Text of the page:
Wednesday, February 14, 2007

Sporterized Swede M96 and 6.5x55mm Cartridge - UPDATED

The story of how this gun came to be in my collection is convoluted. While stationed in the Republic of Korea (ROK) from 1977 to 1981, reading about firearms was one of my few retreats from service and being a dad to my son and daughter.

What got into my head was a project involving a early Mauser, preferably a 1895, set up as a light 7x57 rifle with peeps and turned down bolt handle. The intent to use that gun as a truck gun and the constant planning kept me entertained for hours. I did manage to buy a Brazilian 95 action for the project and get it rebarreled to 7x57. But, anything you do long distance (especially at that time pre-internet) is bound to be full of pitfalls and the action itself seemed to hold most of them, it was pitted beyond belief. The well-known company that rebarreled and blued the gun hadn't bothered to say that it was unsuitable, they just did the work and took my money. It is not something I would have done if it was my company but they did and the result was I had only a good barrel.

This is my stock disk. As you can see, the 3 in the smaller sector has the triangle over it indicating that the bore was "acceptable". The gun shoots very well but it did take a bit of cleaning. It would also have shot a bit higher than many with the 1941 ammo. This is the earlier type disk which doesn't give the actual bore diameter. Frankly, I think the value of this is negligble but it does fill the hole in the stock.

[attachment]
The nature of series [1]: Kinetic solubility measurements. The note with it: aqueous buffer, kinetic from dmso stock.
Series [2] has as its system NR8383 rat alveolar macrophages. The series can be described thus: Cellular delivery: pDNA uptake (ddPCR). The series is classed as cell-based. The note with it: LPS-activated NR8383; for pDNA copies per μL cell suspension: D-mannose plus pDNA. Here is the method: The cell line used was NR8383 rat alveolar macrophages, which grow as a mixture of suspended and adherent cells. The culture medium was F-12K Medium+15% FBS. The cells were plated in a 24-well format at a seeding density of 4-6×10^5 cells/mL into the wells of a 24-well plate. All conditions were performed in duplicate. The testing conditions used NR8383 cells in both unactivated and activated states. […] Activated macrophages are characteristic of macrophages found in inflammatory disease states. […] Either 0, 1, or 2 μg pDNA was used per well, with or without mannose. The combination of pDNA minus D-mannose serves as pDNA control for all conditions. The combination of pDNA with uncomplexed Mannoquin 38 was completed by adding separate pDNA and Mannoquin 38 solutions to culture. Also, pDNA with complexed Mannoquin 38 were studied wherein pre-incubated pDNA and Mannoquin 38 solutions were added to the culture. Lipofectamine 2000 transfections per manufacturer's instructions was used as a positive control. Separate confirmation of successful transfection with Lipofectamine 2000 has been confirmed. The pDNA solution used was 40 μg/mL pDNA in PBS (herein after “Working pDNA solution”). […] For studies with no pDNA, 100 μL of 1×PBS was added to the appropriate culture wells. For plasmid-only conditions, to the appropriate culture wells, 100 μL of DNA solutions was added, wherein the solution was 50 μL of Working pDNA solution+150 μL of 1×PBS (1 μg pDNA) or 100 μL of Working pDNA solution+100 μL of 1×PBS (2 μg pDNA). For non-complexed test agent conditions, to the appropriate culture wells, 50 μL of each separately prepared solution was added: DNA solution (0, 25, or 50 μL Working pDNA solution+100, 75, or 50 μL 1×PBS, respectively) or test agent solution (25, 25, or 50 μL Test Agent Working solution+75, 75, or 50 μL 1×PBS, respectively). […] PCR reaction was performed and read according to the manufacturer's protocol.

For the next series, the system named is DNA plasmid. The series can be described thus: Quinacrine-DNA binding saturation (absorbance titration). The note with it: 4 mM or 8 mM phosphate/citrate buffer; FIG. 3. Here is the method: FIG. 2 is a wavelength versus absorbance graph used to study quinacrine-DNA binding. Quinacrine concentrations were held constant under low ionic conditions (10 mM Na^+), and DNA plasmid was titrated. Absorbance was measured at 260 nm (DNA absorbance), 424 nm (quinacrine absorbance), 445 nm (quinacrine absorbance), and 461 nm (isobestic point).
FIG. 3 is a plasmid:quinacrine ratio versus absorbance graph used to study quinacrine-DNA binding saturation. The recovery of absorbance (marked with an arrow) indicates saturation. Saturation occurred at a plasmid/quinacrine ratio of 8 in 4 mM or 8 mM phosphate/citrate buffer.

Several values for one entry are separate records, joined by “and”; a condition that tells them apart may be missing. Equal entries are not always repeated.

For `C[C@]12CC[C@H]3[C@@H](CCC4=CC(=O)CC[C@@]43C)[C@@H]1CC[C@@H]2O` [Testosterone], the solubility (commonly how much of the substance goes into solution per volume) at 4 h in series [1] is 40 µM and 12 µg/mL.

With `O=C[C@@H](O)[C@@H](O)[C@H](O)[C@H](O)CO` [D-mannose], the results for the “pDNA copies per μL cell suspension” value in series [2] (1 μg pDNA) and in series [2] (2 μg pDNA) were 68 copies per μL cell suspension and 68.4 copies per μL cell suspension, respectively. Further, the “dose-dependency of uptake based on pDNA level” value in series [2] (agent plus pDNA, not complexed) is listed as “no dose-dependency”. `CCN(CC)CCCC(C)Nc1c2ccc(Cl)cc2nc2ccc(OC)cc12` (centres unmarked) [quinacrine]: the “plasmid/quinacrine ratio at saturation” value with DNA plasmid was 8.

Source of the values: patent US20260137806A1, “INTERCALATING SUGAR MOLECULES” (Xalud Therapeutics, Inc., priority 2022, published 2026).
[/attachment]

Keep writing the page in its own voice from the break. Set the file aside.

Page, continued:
So, what to do? Well, the project was put on hold and the barrel sold when I returned to the states and was between assignments. Short of cash, I didn't feel that I could invest in another gun and didn't but made do. About 1986 there were a number of 1896 Swedish rifles on sale at a local department store. I bought one and shot it some. As a full length rifle, complete with 29" barrel. It was simply unhandy.

Now I like the small ring Mausers. Those guns, obsolete as they are, and the Lee-Enfields are the only bolt guns to come close to floating my boat. But the 29" barreled infantry rifles are too much of a good thing and there were plenty of them, right? So the rifle got bubbaed. The barrel was bobbed to 22" and a Williams Shorty ramp and post front was installed together with a Williams Foolproof Receiver Sight. The stock was then cut down and Uncle Mike's sling swivel studs were installed fore and aft. Extra holes exposed by the "surgery" were filled with AcraGlas and the stock sanded and a filler and stock finish applied. Reassembled the rifle went to the range and did passably well with Norma factory 6.5x55 139 gr. bulleted loads, some Century Arms FMJ stuff and some surplus FMJ. Define "passably well" you say. How about 1½" or better at 100 yards? Yep, it was doing very well. But, that military stock was ugly and the bolt still stuck out at 90 degrees to the action. Something had to be done.

That something came in the form of the Ramline injection molded stock. I wasn't so persnickety that I wouldn't try this marvel of modern technology and it would be good for a truck gun, right? Yes and no.

Yes because the accuracy of the gun was the same or better in the Ramline stock. I shot several sub 1" groups at 100 yards from the sitting position. This astonished the Brigade Chaplain! Yes because the stock was pretty much impervious to anything and suffered the area behind my truck seat without complaint. Yes, because the rifle was low threat in appearance. ...and no.